rail passes

The Canrailpass and Canrailpass – Corridor are also valid in Manitoba. For more information on Rail Passes, contact Via Rail Canada or CRD, or see Canada – Local Mobility.

Arrival by ship

The largest port is Churchill on Hudson Bay. The port is frozen for most of the year.

Passport and visa regulations

Entry with children

Since June 27, 2012, children need their own travel document (passport / children’s passport) for trips abroad (also within the EU). Entries of children in the parental passport are no longer possible.



Although Manitoba is officially bilingual (English and French), English is the primary language spoken.

Public Holidays


As in the rest of Canada.

Contact addresses

Travel Manitoba
21 Forks Market Road
Winnipeg, Manitoba
+1 (204) 927.78.00 or +1 (800) 665.00.40. Travel Manitoba

c/o Denkzauber GmbH

(also responsible for Austria and Switzerland)

Neustadt 13
+49 (2151) 5124669.


Business contacts

Manitoba Chamber of Commerce 227 Portage Avenue, Winnipeg, Manitoba R3B 2A6 Tel: (204) 948 01 00. Fax: (204) 948 01 10. Email: [email protected] Internet: www.mbchamber. mb.approx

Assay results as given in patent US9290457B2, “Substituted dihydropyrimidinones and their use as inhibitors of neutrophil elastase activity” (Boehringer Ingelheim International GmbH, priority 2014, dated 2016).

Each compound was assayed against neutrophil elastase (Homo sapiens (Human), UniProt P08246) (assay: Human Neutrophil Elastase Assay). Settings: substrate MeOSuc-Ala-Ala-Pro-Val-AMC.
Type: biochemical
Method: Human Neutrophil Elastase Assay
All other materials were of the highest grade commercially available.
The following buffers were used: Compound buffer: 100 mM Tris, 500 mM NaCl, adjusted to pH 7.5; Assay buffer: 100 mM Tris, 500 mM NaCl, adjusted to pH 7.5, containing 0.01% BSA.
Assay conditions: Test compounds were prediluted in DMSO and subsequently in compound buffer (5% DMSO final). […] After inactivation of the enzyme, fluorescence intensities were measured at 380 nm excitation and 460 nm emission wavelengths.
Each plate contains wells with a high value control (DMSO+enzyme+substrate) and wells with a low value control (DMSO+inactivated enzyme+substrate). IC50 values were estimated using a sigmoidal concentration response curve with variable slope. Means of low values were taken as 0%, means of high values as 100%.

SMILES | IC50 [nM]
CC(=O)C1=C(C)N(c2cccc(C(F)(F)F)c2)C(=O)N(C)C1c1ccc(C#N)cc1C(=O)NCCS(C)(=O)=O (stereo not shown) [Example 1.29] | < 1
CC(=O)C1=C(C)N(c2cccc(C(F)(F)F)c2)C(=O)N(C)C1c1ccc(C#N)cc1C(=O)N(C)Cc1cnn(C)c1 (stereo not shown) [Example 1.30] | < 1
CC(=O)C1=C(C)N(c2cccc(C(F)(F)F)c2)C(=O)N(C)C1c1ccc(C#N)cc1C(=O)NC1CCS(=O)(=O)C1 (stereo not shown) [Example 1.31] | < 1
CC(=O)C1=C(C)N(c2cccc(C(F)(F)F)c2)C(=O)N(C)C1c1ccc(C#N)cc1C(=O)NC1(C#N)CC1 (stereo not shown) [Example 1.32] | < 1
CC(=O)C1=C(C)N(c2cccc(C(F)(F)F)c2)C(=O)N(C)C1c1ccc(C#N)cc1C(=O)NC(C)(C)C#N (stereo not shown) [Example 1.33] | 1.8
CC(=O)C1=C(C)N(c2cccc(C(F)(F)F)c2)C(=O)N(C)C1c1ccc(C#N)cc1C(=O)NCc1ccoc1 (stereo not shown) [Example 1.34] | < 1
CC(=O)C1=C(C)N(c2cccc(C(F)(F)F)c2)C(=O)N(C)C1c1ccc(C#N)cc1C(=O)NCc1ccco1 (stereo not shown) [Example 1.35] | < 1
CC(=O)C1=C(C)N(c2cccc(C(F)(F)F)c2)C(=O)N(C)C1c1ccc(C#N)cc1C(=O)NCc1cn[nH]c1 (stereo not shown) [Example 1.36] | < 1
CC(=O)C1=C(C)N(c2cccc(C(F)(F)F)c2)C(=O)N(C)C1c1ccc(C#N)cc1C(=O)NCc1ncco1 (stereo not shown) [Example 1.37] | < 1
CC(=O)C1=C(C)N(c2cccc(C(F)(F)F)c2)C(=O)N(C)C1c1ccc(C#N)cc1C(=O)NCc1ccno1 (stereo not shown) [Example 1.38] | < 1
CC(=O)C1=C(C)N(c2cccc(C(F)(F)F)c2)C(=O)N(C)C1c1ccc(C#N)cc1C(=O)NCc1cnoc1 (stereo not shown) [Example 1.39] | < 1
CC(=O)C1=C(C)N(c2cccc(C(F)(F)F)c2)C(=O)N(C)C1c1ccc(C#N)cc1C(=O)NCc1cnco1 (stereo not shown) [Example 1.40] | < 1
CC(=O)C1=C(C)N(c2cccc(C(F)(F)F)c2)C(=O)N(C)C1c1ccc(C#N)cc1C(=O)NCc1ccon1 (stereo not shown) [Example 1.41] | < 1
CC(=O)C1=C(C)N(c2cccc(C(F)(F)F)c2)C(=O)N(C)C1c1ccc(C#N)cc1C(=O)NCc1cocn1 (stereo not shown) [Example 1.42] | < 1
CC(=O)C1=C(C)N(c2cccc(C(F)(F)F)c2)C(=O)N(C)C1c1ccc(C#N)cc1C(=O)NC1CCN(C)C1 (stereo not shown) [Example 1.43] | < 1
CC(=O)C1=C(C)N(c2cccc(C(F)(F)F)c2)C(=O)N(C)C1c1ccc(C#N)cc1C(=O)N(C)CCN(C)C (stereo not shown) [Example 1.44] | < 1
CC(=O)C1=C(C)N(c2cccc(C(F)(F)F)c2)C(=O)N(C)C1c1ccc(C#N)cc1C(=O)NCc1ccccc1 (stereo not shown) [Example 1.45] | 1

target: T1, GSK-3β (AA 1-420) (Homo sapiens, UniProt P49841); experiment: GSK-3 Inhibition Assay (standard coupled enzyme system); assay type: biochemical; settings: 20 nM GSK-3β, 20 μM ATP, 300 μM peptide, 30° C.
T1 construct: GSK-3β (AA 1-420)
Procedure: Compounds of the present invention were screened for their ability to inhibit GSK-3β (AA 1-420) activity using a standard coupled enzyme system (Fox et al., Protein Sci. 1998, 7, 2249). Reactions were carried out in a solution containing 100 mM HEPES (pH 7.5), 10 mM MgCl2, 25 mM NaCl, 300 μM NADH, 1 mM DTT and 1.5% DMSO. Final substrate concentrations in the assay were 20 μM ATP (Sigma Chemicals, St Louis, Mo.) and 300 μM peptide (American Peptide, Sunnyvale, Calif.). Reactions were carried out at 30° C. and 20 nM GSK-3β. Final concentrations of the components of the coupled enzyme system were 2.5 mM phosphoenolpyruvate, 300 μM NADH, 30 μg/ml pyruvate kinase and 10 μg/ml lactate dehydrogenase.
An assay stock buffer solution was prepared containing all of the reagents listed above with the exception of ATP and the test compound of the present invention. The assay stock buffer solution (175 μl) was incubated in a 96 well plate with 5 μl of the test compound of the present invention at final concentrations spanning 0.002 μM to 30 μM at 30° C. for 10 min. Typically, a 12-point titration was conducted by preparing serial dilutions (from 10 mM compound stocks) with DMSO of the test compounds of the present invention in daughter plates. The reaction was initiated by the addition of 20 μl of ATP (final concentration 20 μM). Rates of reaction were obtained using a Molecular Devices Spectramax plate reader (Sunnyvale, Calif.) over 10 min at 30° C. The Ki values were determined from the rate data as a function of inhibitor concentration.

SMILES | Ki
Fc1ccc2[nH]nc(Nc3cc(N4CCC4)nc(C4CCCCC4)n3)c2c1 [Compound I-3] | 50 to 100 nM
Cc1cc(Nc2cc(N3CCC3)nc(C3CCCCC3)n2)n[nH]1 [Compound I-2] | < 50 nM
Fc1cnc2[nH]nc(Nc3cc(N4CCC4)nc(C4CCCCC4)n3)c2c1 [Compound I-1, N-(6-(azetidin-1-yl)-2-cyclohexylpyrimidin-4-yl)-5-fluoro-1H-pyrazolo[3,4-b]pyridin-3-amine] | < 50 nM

Winnipeg, the provincial capital, sits about halfway between the Atlantic and Pacific Oceans amid the vast prairies that make up most of southern Manitoba. Winnipeg is a cultural center with theatres, museums and galleries, a ballet and an opera. An architecturally remarkable building is the parliament building with Manitoba’s landmark, the “Golden Boy”. City attractions include the Manitoba Museum of Natural History and Folklore, which showcases the history of the prairie, the ICE Futures Canada grain market, and The Forks National Historic Site, which features a market, the Canadian Museum for Human Rights, and more offers more. St. Boniface, once a separate city, is now Winnipeg’s French Quarter. In the suburbs it is worth visiting the Royal Canadian Mint,

A cruise on Winnipeg’s Assiniboine River and Red River is both relaxing and informative. A trip on a historic train is also a unique experience. The Prairie Dog Central Railway’s steam-powered train connects Winnipeg with Grosse Isle and Warren. The train station is north of Winnipeg Airport. It’s not far from Warren to Lake Manitoba. Lake Winnipeg with its beautiful sandy beaches and numerous boat rentals is only a stone’s throw away.